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Topics: Topological order (57%), Phase transition (55%), Quasiperiodic function (53%) ... show more

9 Citations


78 results found

Open accessJournal ArticleDOI: 10.1103/REVMODPHYS.82.1959
Di Xiao1, Ming Che Chang2, Qian Niu3Institutions (3)
Abstract: Ever since its discovery, the Berry phase has permeated through all branches of physics. Over the last three decades, it was gradually realized that the Berry phase of the electronic wave function can have a profound effect on material properties and is responsible for a spectrum of phenomena, such as ferroelectricity, orbital magnetism, various (quantum/anomalous/spin) Hall effects, and quantum charge pumping. This progress is summarized in a pedagogical manner in this review. We start with a brief summary of necessary background, followed by a detailed discussion of the Berry phase effect in a variety of solid state applications. A common thread of the review is the semiclassical formulation of electron dynamics, which is a versatile tool in the study of electron dynamics in the presence of electromagnetic fields and more general perturbations. Finally, we demonstrate a re-quantization method that converts a semiclassical theory to an effective quantum theory. It is clear that the Berry phase should be added as a basic ingredient to our understanding of basic material properties.

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2,671 Citations

Open accessJournal ArticleDOI: 10.1038/NPHOTON.2014.248
28 Aug 2014-Nature Photonics
Abstract: Topological photonics is a rapidly emerging field of research in which geometrical and topological ideas are exploited to design and control the behavior of light. Drawing inspiration from the discovery of the quantum Hall effects and topological insulators in condensed matter, recent advances have shown how to engineer analogous effects also for photons, leading to remarkable phenomena such as the robust unidirectional propagation of light, which hold great promise for applications. Thanks to the flexibility and diversity of photonics systems, this field is also opening up new opportunities to realize exotic topological models and to probe and exploit topological effects in new ways. This article reviews experimental and theoretical developments in topological photonics across a wide range of experimental platforms, including photonic crystals, waveguides, metamaterials, cavities, optomechanics, silicon photonics, and circuit QED. A discussion of how changing the dimensionality and symmetries of photonics systems has allowed for the realization of different topological phases is offered, and progress in understanding the interplay of topology with non-Hermitian effects, such as dissipation, is reviewed. As an exciting perspective, topological photonics can be combined with optical nonlinearities, leading toward new collective phenomena and novel strongly correlated states of light, such as an analog of the fractional quantum Hall effect.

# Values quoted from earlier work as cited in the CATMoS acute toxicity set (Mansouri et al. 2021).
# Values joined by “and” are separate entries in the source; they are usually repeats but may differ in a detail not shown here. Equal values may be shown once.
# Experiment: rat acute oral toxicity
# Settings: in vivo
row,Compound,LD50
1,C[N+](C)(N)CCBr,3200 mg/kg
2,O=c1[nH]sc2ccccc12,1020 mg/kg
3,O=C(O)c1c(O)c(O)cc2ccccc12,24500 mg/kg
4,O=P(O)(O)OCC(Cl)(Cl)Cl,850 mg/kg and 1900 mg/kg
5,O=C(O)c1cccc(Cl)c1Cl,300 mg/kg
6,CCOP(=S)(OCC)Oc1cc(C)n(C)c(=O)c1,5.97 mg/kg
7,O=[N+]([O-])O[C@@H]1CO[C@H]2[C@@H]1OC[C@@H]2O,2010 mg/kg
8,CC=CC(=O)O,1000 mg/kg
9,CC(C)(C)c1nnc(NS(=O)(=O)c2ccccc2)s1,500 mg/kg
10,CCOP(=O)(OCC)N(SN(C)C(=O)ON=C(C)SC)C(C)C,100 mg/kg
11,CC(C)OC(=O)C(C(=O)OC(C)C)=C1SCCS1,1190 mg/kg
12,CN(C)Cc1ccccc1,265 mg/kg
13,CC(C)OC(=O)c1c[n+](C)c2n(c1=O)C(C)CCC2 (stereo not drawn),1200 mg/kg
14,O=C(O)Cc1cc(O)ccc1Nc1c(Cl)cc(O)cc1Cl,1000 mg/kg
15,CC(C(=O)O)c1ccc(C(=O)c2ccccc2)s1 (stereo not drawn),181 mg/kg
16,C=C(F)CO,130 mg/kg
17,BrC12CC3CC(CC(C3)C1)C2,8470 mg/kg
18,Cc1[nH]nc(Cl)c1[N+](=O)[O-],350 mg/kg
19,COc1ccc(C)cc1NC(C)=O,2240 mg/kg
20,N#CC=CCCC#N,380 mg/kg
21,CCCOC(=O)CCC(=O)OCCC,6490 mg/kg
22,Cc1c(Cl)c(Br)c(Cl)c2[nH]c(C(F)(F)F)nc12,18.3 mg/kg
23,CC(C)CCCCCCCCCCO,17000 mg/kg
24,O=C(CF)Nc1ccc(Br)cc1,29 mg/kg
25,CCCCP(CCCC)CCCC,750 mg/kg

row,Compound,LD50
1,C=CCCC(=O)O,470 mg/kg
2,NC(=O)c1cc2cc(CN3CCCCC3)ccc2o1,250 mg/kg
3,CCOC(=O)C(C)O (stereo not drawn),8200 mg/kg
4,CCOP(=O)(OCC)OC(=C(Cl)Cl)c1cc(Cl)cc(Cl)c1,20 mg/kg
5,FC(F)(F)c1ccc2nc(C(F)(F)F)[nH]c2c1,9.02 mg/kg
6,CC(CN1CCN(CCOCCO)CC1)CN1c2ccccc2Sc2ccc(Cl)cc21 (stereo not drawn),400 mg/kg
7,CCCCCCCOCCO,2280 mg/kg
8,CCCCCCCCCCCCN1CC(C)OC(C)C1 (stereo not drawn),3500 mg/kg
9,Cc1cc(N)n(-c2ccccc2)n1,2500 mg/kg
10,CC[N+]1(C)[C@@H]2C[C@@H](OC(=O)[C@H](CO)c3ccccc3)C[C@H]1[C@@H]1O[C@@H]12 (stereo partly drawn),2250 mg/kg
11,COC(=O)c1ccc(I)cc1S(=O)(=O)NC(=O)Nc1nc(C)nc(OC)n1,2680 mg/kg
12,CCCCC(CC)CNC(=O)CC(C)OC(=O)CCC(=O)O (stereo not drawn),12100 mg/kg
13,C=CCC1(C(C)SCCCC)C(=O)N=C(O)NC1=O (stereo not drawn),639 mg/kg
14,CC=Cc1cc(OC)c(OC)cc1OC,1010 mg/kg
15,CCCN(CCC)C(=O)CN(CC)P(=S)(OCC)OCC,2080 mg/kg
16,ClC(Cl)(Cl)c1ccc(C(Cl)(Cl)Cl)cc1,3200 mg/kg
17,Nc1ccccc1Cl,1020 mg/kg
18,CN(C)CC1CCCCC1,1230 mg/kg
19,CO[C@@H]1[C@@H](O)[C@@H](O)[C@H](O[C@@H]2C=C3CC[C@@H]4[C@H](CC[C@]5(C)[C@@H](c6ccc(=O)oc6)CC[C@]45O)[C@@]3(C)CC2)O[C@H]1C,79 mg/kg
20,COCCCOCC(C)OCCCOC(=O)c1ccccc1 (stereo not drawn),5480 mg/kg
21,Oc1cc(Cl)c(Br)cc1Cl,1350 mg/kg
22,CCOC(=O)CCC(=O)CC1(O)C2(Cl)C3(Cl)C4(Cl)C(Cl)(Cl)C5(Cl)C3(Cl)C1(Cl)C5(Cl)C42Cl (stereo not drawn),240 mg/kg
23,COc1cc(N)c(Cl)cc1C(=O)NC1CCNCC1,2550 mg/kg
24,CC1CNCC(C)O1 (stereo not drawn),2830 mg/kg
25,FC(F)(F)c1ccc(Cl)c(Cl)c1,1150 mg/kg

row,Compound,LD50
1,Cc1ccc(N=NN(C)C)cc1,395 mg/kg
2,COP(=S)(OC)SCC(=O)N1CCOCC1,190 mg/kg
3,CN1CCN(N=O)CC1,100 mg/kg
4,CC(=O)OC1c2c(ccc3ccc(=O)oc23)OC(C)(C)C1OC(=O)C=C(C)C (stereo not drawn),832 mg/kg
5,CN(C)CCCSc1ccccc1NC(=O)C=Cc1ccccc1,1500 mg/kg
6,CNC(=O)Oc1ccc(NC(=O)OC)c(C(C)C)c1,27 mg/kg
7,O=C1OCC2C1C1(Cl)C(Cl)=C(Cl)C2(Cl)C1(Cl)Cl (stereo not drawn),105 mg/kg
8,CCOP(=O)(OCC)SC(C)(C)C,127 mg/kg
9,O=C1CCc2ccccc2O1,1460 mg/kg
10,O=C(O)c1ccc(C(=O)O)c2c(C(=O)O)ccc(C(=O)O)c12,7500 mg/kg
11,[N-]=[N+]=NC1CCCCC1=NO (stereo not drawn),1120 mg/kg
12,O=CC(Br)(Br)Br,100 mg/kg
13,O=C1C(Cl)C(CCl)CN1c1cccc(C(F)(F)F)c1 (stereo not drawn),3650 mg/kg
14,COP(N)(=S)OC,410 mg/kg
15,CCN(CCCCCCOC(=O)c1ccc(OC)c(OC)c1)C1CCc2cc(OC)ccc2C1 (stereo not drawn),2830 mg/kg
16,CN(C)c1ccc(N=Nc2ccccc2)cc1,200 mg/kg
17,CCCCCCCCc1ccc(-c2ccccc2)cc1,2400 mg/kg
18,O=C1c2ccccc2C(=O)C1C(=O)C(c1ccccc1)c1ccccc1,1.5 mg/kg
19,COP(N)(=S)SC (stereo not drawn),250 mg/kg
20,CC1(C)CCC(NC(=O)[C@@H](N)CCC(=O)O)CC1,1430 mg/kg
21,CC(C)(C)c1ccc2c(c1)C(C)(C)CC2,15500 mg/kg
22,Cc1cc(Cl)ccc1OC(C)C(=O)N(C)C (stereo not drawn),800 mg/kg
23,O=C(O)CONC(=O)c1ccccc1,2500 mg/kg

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2,132 Citations

Open accessJournal ArticleDOI: 10.1038/NATURE08293
Zheng Wang1, Yidong Chong2, Yidong Chong1, John D. Joannopoulos1  +1 moreInstitutions (2)
08 Oct 2009-Nature